BMO’s Tim Long still expects Apple’s share price to be lower in 12 months than it is today.
From a note to clients that landed in my inbox Monday:
We are not making any changes to our iPhone unit estimates, although we see more likelihood of downside than upside given that recent supply chain data points have not been that encouraging. We remain on the sidelines on AAPL shares as we believe the upcoming products coming in September may not be enough to trigger an upgrade cycle.
We are roughly in line with consensus for the June quarter. We are meaningfully below for the September quarter, with most metrics lower. Despite potentially easier comparisons for the December quarter (last year the iPhone X came in the December quarter), we are modeling units to be down slightly year over year.
We are raising our target price on the shares of AAPL to $184 from $171 as we raise the target multiple to 14x from 13x our CY2019 EPS estimate of $13.14. As illustrated below [see Exhibit 2], AAPL traded nearly at parity with the S&P back in 2014 (end of August hit ~99%) as excitement for the first large screen iPhones (iPhone 6 and 6 Plus) was building. AAPL is currently trading at only an 8% discount to the S&P (down from 17% three months ago), while on a three- and five-year historical average, it has typically traded at a 23% and 20% discount, respectively. We believe the stock is trading at a premium relative valuation based primarily on the huge stock buyback program.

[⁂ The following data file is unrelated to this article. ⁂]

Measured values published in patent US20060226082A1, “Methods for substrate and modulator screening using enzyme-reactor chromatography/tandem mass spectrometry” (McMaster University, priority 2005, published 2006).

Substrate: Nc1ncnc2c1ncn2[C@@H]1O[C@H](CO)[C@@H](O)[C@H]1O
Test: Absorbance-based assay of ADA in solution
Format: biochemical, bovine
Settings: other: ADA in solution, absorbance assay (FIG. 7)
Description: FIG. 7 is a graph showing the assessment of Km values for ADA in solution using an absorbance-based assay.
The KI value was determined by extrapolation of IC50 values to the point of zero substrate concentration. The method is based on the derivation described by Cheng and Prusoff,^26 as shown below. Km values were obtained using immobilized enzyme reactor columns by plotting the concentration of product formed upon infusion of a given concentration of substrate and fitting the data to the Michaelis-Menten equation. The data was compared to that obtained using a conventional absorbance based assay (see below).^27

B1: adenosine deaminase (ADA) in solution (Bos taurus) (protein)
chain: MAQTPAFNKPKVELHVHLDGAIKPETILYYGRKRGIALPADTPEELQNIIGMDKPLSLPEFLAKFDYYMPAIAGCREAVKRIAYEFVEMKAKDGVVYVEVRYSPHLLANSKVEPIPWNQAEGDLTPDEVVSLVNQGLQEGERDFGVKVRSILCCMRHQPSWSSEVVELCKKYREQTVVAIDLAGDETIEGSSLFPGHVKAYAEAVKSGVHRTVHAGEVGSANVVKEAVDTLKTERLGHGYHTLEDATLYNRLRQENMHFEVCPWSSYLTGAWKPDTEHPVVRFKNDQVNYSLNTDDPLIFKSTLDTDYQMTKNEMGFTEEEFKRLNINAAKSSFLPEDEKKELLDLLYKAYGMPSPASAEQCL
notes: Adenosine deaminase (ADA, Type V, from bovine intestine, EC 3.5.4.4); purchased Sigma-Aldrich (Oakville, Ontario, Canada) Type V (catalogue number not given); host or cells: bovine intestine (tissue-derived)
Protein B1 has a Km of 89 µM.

Click to enlarge.
Maintains Market Perform rating and raises price target to $184 from $171.
My take: With a one-point change in his target multiple, Long goes from the third most bearish analyst on my price-target spreadsheet to the seventh. But he’s still underwater. In other words, he’s telling his clients that Apple’s share price is likely to be lower in 12 months than it is today.